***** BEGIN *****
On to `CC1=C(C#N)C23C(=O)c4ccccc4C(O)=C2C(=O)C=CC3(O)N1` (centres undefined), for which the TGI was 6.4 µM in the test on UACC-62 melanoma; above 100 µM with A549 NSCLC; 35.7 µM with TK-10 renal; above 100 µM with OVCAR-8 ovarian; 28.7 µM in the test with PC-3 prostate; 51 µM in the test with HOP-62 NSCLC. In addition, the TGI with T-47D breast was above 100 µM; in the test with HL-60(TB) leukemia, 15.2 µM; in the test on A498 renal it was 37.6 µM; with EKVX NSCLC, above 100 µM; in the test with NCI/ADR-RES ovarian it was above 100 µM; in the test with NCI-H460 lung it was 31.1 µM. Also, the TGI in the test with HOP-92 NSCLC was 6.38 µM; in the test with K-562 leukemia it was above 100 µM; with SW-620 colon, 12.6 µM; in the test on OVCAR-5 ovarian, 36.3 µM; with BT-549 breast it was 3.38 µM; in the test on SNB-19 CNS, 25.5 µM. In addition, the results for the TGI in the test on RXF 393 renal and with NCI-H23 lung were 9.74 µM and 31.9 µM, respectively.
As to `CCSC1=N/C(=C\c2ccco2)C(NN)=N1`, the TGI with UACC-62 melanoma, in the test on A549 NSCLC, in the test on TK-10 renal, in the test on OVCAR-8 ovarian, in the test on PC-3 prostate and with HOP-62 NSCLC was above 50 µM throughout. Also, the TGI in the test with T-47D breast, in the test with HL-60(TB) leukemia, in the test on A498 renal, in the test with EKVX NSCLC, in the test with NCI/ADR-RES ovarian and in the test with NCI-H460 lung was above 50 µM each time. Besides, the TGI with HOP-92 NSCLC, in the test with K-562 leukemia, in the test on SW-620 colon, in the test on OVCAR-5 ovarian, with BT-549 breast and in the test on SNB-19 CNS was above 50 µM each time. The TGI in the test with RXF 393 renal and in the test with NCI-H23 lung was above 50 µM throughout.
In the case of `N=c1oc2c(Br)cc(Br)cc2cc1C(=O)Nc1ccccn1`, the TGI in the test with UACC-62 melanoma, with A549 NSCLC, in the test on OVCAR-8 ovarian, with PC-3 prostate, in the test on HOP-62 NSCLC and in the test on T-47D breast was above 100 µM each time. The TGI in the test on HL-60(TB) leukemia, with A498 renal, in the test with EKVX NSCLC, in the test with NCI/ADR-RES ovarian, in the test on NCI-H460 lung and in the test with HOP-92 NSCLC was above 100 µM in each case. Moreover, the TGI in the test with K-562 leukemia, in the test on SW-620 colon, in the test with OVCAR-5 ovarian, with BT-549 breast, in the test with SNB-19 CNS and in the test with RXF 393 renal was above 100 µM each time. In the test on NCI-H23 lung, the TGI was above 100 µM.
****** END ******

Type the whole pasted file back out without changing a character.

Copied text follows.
On to `CC1=C(C#N)C23C(=O)c4ccccc4C(O)=C2C(=O)C=CC3(O)N1` (centres undefined), for which the TGI was 6.4 µM in the test on UACC-62 melanoma; above 100 µM with A549 NSCLC; 35.7 µM with TK-10 renal; above 100 µM with OVCAR-8 ovarian; 28.7 µM in the test with PC-3 prostate; 51 µM in the test with HOP-62 NSCLC. In addition, the TGI with T-47D breast was above 100 µM; in the test with HL-60(TB) leukemia, 15.2 µM; in the test on A498 renal it was 37.6 µM; with EKVX NSCLC, above 100 µM; in the test with NCI/ADR-RES ovarian it was above 100 µM; in the test with NCI-H460 lung it was 31.1 µM. Also, the TGI in the test with HOP-92 NSCLC was 6.38 µM; in the test with K-562 leukemia it was above 100 µM; with SW-620 colon, 12.6 µM; in the test on OVCAR-5 ovarian, 36.3 µM; with BT-549 breast it was 3.38 µM; in the test on SNB-19 CNS, 25.5 µM. In addition, the results for the TGI in the test on RXF 393 renal and with NCI-H23 lung were 9.74 µM and 31.9 µM, respectively.
As to `CCSC1=N/C(=C\c2ccco2)C(NN)=N1`, the TGI with UACC-62 melanoma, in the test on A549 NSCLC, in the test on TK-10 renal, in the test on OVCAR-8 ovarian, in the test on PC-3 prostate and with HOP-62 NSCLC was above 50 µM throughout. Also, the TGI in the test with T-47D breast, in the test with HL-60(TB) leukemia, in the test on A498 renal, in the test with EKVX NSCLC, in the test with NCI/ADR-RES ovarian and in the test with NCI-H460 lung was above 50 µM each time. Besides, the TGI with HOP-92 NSCLC, in the test with K-562 leukemia, in the test on SW-620 colon, in the test on OVCAR-5 ovarian, with BT-549 breast and in the test on SNB-19 CNS was above 50 µM each time. The TGI in the test with RXF 393 renal and in the test with NCI-H23 lung was above 50 µM throughout.
In the case of `N=c1oc2c(Br)cc(Br)cc2cc1C(=O)Nc1ccccn1`, the TGI in the test with UACC-62 melanoma, with A549 NSCLC, in the test on OVCAR-8 ovarian, with PC-3 prostate, in the test on HOP-62 NSCLC and in the test on T-47D breast was above 100 µM each time. The TGI in the test on HL-60(TB) leukemia, with A498 renal, in the test with EKVX NSCLC, in the test with NCI/ADR-RES ovarian, in the test on NCI-H460 lung and in the test with HOP-92 NSCLC was above 100 µM in each case. Moreover, the TGI in the test with K-562 leukemia, in the test on SW-620 colon, in the test with OVCAR-5 ovarian, with BT-549 breast, in the test with SNB-19 CNS and in the test with RXF 393 renal was above 100 µM each time. In the test on NCI-H23 lung, the TGI was above 100 µM.